health

There is a right way to sit on a toilet and you've been doing it wrong your whole life.

From birth humans instinctively know how to eat, sleep, cry and expel waste. Within a few years we are taught how to eat the right foods at the right time, sleep in (hopefully) eight hour stints, use our words instead of crying, and use a toilet instead of going all over the place.

Well, unfortunately, when it comes to a public bathroom, the way most of us were taught to keep clean in there is wrong.

Don’t worry, you don’t need to go back to wetting your pants. Thanks to BuzzFeed writer Fiona Rutherford, who spoke to three toilet experts to find the best most hygienic way to sit on a toilet, there are some simple things you can change about your bathroom habits

Tip 1: Stop covering the seat in toilet paper

I’ll let that sink in.

According to Raymond Martin, the managing director of the British Toilet Association (Note: what a job!), “placing toilet paper on the seat actually increases the surface area for germs to multiply and therefore is considerably less hygienic.”

Toilet paper lets germs sink in.

Gross.

Picture: iStock.

Tip 2: Avoid touching exposed rolls of toilet paper

Laura Bowater, professor of microbiology at the University of East Anglia, told BuzzFeed that the toilet paper rolls in a public bathroom might be just as bad germ wise as the toilet.

"If it is an exposed roll that might have encountered hands that are gripping it while a strip is being ripped off and those hands aren’t very clean then there is a chance that they may have transferred germs to the roll," she explains.

As if that wasn't gag-inducing enough, Bowater also explains that an exposed roll of toilet paper siting near a toilet may bet splashed with fecal microbes during flushing. She continues, "Flushing can create splashing opportunities that will enable small water droplets to be transferred through the air and land on toilet rolls and the toilet seat."

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Tip 3: Master the hover or squat

Bacteria and viruses spread on objects that carry microbes on their surface. "When that surface comes into contact with us, [the microbes] transfer from that surface to us," Bowater says. Therefore making as little contact with that germy surface the better.

"Hovering over a toilet while taking a leak is the most hygienic way to use the toilet," Bowater explains, not only because it means less microbes are transferred to us but also we're avoiding transferring our own microbes to the seat.

You're welcome to the stall's next user.

via GIPHY

Tip 4: Keep antibacterial wipes/santiser handy

As part of his work with the British Toilet Association, Martin works to install seat sanitiser units near public toilets.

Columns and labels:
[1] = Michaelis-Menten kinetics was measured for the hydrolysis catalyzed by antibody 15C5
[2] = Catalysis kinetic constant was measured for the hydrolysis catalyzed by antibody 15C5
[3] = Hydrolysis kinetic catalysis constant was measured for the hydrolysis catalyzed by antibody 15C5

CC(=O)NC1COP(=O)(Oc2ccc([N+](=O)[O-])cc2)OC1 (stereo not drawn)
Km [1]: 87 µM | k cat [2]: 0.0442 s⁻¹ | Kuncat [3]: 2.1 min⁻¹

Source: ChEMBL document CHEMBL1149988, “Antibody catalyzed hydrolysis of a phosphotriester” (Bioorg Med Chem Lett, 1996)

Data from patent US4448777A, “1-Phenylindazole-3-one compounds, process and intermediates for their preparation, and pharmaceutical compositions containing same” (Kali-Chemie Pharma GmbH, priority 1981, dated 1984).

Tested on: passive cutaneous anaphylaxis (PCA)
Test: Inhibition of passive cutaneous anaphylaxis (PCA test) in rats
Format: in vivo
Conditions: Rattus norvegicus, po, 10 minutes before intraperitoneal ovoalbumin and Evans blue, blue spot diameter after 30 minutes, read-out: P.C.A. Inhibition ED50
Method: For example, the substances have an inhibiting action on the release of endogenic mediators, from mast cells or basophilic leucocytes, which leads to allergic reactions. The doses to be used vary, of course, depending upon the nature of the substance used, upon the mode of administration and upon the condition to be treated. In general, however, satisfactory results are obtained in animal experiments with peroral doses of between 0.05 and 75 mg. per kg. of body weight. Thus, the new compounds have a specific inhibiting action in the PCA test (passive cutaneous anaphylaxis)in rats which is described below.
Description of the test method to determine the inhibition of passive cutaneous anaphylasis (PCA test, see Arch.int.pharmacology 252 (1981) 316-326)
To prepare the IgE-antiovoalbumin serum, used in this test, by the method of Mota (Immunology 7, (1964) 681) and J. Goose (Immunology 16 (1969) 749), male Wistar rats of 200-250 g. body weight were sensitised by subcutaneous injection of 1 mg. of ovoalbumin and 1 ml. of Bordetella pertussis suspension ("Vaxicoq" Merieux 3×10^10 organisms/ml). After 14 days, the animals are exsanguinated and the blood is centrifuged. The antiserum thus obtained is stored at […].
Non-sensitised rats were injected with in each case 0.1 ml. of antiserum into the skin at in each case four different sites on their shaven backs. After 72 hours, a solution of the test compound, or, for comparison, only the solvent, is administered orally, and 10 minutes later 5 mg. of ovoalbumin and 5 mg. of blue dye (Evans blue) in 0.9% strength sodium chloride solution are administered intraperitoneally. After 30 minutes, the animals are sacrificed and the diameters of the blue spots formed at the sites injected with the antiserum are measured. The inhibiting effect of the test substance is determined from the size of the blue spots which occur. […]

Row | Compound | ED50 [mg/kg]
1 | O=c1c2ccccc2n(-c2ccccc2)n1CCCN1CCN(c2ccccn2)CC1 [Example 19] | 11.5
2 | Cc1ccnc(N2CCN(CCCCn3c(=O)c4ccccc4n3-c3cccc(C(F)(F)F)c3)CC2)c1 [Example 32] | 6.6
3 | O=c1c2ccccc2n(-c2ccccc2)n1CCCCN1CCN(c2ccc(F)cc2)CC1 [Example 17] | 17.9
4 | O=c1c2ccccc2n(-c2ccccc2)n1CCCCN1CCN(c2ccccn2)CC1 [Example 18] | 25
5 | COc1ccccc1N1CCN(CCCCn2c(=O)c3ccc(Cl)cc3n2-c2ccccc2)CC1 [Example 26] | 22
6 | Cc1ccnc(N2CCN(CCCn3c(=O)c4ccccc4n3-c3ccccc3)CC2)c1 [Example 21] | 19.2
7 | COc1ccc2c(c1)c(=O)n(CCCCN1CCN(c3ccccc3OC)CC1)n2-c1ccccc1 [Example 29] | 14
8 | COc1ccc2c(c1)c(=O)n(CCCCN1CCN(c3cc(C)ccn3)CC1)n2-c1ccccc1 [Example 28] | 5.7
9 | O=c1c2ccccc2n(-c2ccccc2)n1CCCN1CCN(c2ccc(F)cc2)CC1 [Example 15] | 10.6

“This allows users to spray the seat before use and thereby eliminate a large percentage of germs,” he explains.

But for those of us paying visits to toilets without those units, carrying antibacterial wipes or hand sanitiser with you so you can give the seat a quick wipe, is a good work around.

Tip 5: Close the lid before flushing

We already know an unclosed lid flush can mean fecal matter ends up splashing on toilet paper near by, but it turns out there's an actual name for it.

'Toilet Plume'.

Dr Amesh Adalja, an infectious disease specialist at Pittsburgh University, tells BuzzFeed that the force of a flush can cause everything in the bowel, including bacteria and viruses, to land on surfaces all over the bathroom.

“It’s not a big amount, and may not even be visible to the human eye, but it does happen when you flush the toilet because of the force,” Adalja says. “It does depend on the size, and type of toilet you use, as some toilets produce plumes and others don’t.”

via GIPHY

Tip 6: Don't freak out too much

If you're currently sitting in a corner, hugging your knees, and rocking back and forth while repeating "unclean, unclean" under your breath, then take a deep breath because it's not as bad as you think.

"A lot of people get very nervous about how dirty, or not dirty, their bathroom is," Adalja explains. "In the grand scheme of things you have to realize that bacteria dominates this planet and they're everywhere, and the vast number of bacteria poses no problem to anybody. It's only a small proportion of bacteria that causes a problem."

But if you're a worrier, it's probably best to stock up on the antibacterial wipes none-the-less.

This post was originally published on our US sister site Spring.St and republished here with permission.

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